Data_Sheet_1_Combining Genomic and Phenomic Information for Predicting Grain Protein Content and Grain Yield in Spring Wheat.docx (18.53 kB)
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Data_Sheet_1_Combining Genomic and Phenomic Information for Predicting Grain Protein Content and Grain Yield in Spring Wheat.docx

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posted on 12.02.2021, 05:12 by Karansher S. Sandhu, Paul D. Mihalyov, Megan J. Lewien, Michael O. Pumphrey, Arron H. Carter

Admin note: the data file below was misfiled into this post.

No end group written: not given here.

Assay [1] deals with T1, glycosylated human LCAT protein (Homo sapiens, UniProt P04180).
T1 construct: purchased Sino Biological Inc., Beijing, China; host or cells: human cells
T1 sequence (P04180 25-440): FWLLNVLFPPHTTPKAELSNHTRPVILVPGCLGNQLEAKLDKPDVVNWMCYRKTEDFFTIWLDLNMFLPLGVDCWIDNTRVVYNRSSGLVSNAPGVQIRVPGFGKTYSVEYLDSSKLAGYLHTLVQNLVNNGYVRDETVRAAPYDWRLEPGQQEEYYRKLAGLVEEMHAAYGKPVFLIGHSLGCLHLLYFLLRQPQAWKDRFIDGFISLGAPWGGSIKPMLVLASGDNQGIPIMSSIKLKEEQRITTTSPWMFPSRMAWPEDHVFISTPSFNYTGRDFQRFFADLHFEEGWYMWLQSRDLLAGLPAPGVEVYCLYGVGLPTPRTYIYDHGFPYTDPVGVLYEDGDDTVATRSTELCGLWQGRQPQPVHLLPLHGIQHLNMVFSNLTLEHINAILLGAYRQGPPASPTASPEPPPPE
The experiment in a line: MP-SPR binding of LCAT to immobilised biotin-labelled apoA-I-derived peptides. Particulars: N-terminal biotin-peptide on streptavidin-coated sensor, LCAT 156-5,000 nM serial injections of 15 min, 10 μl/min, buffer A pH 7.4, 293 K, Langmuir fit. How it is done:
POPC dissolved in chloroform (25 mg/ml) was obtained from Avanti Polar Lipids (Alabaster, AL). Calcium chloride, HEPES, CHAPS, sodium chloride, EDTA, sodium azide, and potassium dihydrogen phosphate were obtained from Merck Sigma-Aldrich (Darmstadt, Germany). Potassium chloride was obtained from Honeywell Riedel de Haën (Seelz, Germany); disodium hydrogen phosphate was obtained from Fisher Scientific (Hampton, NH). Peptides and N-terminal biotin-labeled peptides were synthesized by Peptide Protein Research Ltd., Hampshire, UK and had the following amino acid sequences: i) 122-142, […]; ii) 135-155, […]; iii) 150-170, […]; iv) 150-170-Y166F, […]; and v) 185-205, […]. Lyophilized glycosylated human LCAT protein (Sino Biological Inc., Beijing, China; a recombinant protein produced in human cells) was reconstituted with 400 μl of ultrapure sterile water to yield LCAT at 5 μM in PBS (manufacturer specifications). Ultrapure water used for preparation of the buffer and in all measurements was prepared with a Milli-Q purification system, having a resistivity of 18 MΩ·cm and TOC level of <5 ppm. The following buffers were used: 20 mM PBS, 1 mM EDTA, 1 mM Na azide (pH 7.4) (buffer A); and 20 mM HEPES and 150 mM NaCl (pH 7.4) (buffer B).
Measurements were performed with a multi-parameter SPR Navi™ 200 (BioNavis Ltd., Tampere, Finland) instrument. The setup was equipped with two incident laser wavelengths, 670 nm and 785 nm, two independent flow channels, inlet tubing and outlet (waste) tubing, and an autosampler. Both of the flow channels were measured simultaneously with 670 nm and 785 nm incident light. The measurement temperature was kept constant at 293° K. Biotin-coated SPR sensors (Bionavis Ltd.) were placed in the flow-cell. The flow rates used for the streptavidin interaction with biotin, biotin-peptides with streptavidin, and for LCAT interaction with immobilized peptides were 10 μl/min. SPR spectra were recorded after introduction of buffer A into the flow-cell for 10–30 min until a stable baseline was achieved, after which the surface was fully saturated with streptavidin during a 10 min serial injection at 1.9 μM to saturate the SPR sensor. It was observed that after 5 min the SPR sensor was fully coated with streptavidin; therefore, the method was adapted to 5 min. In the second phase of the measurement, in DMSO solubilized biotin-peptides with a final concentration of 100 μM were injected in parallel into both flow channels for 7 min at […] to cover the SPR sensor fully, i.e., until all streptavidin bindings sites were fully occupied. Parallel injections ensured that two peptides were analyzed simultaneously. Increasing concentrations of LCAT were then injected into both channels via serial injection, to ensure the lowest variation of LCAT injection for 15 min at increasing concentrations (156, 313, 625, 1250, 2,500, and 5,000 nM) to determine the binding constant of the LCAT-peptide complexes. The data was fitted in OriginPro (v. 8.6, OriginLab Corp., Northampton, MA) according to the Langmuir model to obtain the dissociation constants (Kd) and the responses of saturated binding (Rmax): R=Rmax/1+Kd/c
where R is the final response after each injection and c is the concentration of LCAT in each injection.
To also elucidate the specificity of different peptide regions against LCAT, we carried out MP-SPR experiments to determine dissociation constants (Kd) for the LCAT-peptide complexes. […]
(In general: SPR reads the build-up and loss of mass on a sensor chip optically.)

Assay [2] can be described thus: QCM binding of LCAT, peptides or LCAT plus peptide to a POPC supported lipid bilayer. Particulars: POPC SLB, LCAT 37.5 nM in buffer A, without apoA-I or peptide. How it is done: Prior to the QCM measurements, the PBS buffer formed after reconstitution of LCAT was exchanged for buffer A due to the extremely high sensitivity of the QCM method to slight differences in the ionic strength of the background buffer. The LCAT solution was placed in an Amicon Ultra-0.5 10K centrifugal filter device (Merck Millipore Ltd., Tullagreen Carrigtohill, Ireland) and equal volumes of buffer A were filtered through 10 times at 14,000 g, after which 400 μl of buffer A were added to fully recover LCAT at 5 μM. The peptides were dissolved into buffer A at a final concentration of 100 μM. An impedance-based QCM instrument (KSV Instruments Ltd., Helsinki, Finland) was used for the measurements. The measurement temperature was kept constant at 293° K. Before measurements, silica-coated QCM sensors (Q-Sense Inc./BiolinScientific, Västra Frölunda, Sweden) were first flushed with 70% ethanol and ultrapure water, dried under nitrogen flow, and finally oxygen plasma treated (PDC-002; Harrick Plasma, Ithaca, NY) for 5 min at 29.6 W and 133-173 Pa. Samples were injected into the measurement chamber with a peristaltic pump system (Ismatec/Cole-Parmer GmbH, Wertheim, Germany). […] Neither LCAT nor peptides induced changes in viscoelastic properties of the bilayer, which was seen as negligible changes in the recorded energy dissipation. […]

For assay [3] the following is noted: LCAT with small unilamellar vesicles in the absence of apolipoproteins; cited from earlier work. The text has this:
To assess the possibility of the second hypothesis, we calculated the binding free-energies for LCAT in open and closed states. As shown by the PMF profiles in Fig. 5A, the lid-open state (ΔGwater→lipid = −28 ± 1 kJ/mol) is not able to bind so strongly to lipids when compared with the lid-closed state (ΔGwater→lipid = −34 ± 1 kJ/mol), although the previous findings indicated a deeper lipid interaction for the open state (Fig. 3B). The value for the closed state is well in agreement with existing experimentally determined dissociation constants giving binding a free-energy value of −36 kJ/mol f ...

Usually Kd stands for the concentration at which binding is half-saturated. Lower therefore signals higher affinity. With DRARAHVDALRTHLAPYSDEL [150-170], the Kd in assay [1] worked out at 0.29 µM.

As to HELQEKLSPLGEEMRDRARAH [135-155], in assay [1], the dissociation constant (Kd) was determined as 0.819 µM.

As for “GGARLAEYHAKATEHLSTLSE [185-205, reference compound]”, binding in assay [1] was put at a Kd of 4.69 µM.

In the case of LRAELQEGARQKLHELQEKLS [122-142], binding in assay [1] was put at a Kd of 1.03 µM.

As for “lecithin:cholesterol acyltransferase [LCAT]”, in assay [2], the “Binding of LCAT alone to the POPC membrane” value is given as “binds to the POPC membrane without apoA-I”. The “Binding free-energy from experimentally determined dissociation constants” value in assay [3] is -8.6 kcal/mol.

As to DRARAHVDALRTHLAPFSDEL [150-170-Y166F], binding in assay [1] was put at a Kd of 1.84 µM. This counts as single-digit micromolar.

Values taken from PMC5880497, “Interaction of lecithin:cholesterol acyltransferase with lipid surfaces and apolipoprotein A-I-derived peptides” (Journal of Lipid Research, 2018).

Genomics and high throughput phenomics have the potential to revolutionize the field of wheat (Triticum aestivum L.) breeding. Genomic selection (GS) has been used for predicting various quantitative traits in wheat, especially grain yield. However, there are few GS studies for grain protein content (GPC), which is a crucial quality determinant. Incorporation of secondary correlated traits in GS models has been demonstrated to improve accuracy. The objectives of this research were to compare performance of single and multi-trait GS models for predicting GPC and grain yield in wheat and to identify optimal growth stages for collecting secondary traits. We used 650 recombinant inbred lines from a spring wheat nested association mapping (NAM) population. The population was phenotyped over 3 years (2014–2016), and spectral information was collected at heading and grain filling stages. The ability to predict GPC and grain yield was assessed using secondary traits, univariate, covariate, and multivariate GS models for within and across cycle predictions. Our results indicate that GS accuracy increased by an average of 12% for GPC and 20% for grain yield by including secondary traits in the models. Spectral information collected at heading was superior for predicting GPC, whereas grain yield was more accurately predicted during the grain filling stage. Green normalized difference vegetation index had the largest effect on the prediction of GPC either used individually or with multiple indices in the GS models. An increased prediction ability for GPC and grain yield with the inclusion of secondary traits demonstrates the potential to improve the genetic gain per unit time and cost in wheat breeding.

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